Selling consumer electronics isn't as easy as it used to be for Best Buy. The big-box retailer is closing 50 stores and compensating employees based on customer service after its fiscal fourth-quarter sales fell short of expectations.
The company today reported a fiscal fourth-quarter net loss of $1.7 billion, or $4.89 a share, on revenue of $16.63 billion, up 3 percent from a year ago. That loss includes charges related to Best Buy's decision to buy Carphone Warehouse's stake in Best Buy Mobile partnership. Best Buy also reported a write-off due to Best Buy Europe as it closed United Kingdom stores.
Excluding those charges, Best Buy reported a non-GAAP profit of $2.47 a share. Wall Street was expecting earnings of $2.16 a share on revenue of $17.23 billion for the quarter that ended March 3. As for the fiscal 2013 outlook, Best Buy projected earnings of $2.85 a share to $3.25 a share. Non-GAAP earnings will be $3.50 to $3.80 a share. Wall Street was looking for $3.69.
Best Buy's problem: Amazon. Best Buy has been trying to grow its e-commerce business to compete better, but the big-box approach to selling consumer electronics isn't what it used to be. That reality has Best Buy thinking small.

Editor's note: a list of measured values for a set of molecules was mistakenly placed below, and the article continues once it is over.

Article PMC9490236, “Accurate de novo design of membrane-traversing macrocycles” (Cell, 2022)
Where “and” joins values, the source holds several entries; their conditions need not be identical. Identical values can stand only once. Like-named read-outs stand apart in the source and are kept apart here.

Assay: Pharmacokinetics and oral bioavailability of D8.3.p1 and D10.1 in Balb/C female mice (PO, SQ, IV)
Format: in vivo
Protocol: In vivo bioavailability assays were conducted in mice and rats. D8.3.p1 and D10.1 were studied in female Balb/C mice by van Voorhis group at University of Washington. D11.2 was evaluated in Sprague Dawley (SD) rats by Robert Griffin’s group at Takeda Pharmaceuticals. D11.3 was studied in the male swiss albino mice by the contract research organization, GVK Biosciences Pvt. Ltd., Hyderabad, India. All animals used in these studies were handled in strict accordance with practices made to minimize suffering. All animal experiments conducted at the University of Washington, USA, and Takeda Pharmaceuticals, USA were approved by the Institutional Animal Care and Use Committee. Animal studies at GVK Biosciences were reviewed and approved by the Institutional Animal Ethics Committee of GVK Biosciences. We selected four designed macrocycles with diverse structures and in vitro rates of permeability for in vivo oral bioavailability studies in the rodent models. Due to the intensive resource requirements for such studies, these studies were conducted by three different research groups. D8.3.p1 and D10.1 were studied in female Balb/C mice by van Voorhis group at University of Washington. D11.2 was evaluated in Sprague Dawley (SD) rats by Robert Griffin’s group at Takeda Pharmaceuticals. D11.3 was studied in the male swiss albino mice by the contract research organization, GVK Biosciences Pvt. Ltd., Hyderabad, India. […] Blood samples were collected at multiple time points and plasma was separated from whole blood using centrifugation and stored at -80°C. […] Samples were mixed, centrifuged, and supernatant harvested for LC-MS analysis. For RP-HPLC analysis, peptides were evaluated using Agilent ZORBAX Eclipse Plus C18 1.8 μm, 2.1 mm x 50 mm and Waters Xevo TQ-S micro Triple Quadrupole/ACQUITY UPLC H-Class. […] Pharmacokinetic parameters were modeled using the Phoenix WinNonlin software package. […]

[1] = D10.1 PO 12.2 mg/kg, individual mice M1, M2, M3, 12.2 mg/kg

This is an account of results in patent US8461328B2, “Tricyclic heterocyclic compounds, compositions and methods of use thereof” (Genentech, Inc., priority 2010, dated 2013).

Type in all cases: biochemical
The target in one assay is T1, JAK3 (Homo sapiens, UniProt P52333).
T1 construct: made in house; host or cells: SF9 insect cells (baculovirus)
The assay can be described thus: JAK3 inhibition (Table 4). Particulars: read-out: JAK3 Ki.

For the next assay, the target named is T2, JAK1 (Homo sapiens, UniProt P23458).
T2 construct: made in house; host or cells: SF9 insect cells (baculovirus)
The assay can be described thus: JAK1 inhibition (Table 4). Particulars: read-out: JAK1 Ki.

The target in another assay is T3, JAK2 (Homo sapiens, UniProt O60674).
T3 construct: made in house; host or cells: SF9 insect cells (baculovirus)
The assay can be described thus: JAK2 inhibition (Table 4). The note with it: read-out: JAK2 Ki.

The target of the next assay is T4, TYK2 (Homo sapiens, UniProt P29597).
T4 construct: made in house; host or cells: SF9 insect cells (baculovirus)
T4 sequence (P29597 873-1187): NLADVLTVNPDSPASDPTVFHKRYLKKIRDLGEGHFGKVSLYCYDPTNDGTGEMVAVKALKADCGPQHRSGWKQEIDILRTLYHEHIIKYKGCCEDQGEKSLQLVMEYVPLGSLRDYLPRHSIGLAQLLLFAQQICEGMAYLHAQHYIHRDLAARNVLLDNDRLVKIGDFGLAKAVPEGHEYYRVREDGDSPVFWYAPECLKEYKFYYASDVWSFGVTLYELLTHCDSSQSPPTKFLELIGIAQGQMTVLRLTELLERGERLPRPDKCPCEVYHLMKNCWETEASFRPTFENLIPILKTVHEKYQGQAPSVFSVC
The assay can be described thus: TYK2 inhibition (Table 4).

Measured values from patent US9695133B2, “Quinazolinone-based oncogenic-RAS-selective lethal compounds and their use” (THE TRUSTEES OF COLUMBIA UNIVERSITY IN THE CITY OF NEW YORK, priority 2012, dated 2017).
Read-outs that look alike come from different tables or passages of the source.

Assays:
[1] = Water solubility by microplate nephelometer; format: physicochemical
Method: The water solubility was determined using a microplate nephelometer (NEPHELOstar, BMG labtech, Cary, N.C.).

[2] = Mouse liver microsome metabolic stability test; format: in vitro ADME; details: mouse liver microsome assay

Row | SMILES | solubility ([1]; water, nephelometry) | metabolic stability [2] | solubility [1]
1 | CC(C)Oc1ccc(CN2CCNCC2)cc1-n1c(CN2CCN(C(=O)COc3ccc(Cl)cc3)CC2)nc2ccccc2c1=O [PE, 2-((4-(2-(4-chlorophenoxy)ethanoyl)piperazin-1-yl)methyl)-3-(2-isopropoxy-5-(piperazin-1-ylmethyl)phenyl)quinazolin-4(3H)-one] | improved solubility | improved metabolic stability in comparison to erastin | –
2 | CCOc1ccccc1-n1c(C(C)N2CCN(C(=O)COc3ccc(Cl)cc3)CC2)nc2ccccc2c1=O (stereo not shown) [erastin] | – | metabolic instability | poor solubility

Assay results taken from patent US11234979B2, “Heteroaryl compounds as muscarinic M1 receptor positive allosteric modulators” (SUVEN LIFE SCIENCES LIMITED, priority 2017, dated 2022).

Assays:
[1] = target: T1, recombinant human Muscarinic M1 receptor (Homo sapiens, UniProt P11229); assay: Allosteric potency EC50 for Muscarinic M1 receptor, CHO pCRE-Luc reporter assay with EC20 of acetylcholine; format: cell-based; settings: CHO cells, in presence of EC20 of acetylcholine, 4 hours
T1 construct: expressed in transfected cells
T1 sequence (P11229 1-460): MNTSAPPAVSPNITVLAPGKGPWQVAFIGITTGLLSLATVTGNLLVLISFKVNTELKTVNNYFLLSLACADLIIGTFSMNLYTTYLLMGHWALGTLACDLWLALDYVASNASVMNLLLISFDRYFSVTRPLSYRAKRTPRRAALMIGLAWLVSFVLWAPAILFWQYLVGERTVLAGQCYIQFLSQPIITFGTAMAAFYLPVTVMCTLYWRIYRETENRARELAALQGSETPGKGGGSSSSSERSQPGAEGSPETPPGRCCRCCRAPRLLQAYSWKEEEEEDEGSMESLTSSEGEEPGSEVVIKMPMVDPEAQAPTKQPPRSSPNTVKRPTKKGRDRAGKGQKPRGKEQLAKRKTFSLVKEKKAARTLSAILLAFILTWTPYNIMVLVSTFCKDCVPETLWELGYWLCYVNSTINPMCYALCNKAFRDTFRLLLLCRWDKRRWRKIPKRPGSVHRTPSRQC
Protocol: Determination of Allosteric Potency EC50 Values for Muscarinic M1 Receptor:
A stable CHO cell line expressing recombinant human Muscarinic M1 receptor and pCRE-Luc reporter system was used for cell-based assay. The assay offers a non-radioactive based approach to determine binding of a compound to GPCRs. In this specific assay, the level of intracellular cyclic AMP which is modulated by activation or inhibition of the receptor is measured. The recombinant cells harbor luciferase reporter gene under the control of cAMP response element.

The company outlined the following moves:
- It will cut $800 million in costs by fiscal 2015.
- Close 50 big-box stores this fiscal year.
- Open 100 Best Buy Mobile and small stores this year.
- Boost online revenue by 15 percent.
- And Best Buy will change its employee compensation model to revolve around customer service and business goals.
Best Buy CEO Brian Dunn said that the company is looking to "provide a better shopping environment for our customers across multiple channels while increasing points of presence."
On a conference call with analysts, Dunn said:
Over the last three years, the industry experienced little innovation and many of the large traditional consumer electronics categories such as television, PCs and gaming. At the same time, consumers have enjoyed greater price transparency and ease of costs shopping. As a result, we knew we had to accelerate our cost reduction efforts, adjust our sales mix and significantly improve on the experience we were delivering for our customers. All of this in the most uncertain consumer and economic environment we've ever experienced.The challenge for Best Buy is simple: It can't be the showroom for electronic sales online. To differentiate, Best Buy will have to focus on service.
To bolster service, Best Buy said it will boost its loyalty programs and provide free shipping and access to "major sales events" and offer no-hassle returns and price matching. Best Buy is even throwing in a free house call from its Geek Squad for its Reward Zone Silver loyalty card members.
Will it work? Perhaps. Analysts going into Best Buy's earnings report noted a few big issues. First, Best Buy's products sales are shifting to Apple products, which have lower profit margins. And then there's Amazon. "The company is gradually becoming a physical showroom for online retailers, and the prevalence of smartphones makes comparison shopping increasingly easy," said Wedbush Securities analyst Michael Pachter.